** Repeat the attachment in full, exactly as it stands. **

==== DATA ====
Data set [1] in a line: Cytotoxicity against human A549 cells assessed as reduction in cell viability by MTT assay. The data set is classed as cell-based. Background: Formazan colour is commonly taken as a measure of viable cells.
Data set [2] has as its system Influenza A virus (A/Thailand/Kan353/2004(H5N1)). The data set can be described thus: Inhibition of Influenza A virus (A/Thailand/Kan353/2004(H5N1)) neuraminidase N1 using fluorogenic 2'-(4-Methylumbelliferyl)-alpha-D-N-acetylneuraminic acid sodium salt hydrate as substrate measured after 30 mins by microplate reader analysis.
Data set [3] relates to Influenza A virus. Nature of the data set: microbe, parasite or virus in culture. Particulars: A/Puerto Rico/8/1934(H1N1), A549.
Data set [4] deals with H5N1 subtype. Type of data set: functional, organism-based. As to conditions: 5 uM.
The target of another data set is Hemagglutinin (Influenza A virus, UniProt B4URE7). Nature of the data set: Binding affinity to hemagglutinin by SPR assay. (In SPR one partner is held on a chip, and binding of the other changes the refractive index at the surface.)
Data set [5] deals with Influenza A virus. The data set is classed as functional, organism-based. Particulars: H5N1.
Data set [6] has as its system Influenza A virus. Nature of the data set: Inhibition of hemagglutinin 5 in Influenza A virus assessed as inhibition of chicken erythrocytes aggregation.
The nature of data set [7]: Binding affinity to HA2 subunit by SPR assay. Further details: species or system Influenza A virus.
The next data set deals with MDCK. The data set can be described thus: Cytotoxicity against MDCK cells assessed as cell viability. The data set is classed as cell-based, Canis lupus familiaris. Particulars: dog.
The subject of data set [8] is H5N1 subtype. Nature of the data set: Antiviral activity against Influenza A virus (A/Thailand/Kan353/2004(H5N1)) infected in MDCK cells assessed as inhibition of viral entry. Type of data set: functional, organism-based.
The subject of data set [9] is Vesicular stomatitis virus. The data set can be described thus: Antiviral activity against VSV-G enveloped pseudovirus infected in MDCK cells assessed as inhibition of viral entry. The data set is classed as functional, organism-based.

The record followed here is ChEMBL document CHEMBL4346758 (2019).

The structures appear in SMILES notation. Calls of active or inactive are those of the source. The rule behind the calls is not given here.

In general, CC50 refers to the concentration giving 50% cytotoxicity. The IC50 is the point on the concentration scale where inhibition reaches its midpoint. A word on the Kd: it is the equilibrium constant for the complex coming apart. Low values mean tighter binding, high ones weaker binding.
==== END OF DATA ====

Data set [1] in a line: Cytotoxicity against human A549 cells assessed as reduction in cell viability by MTT assay. The data set is classed as cell-based. Background: Formazan colour is commonly taken as a measure of viable cells.
Data set [2] has as its system Influenza A virus (A/Thailand/Kan353/2004(H5N1)). The data set can be described thus: Inhibition of Influenza A virus (A/Thailand/Kan353/2004(H5N1)) neuraminidase N1 using fluorogenic 2'-(4-Methylumbelliferyl)-alpha-D-N-acetylneuraminic acid sodium salt hydrate as substrate measured after 30 mins by microplate reader analysis.
Data set [3] relates to Influenza A virus. Nature of the data set: microbe, parasite or virus in culture. Particulars: A/Puerto Rico/8/1934(H1N1), A549.
Data set [4] deals with H5N1 subtype. Type of data set: functional, organism-based. As to conditions: 5 uM.
The target of another data set is Hemagglutinin (Influenza A virus, UniProt B4URE7). Nature of the data set: Binding affinity to hemagglutinin by SPR assay. (In SPR one partner is held on a chip, and binding of the other changes the refractive index at the surface.)
Data set [5] deals with Influenza A virus. The data set is classed as functional, organism-based. Particulars: H5N1.
Data set [6] has as its system Influenza A virus. Nature of the data set: Inhibition of hemagglutinin 5 in Influenza A virus assessed as inhibition of chicken erythrocytes aggregation.
The nature of data set [7]: Binding affinity to HA2 subunit by SPR assay. Further details: species or system Influenza A virus.
The next data set deals with MDCK. The data set can be described thus: Cytotoxicity against MDCK cells assessed as cell viability. The data set is classed as cell-based, Canis lupus familiaris. Particulars: dog.
The subject of data set [8] is H5N1 subtype. Nature of the data set: Antiviral activity against Influenza A virus (A/Thailand/Kan353/2004(H5N1)) infected in MDCK cells assessed as inhibition of viral entry. Type of data set: functional, organism-based.
The subject of data set [9] is Vesicular stomatitis virus. The data set can be described thus: Antiviral activity against VSV-G enveloped pseudovirus infected in MDCK cells assessed as inhibition of viral entry. The data set is classed as functional, organism-based.

The record followed here is ChEMBL document CHEMBL4346758 (2019).

The structures appear in SMILES notation. Calls of active or inactive are those of the source. The rule behind the calls is not given here.

In general, CC50 refers to the concentration giving 50% cytotoxicity. The IC50 is the point on the concentration scale where inhibition reaches its midpoint. A word on the Kd: it is the equilibrium constant for the complex coming apart. Low values mean tighter binding, high ones weaker binding.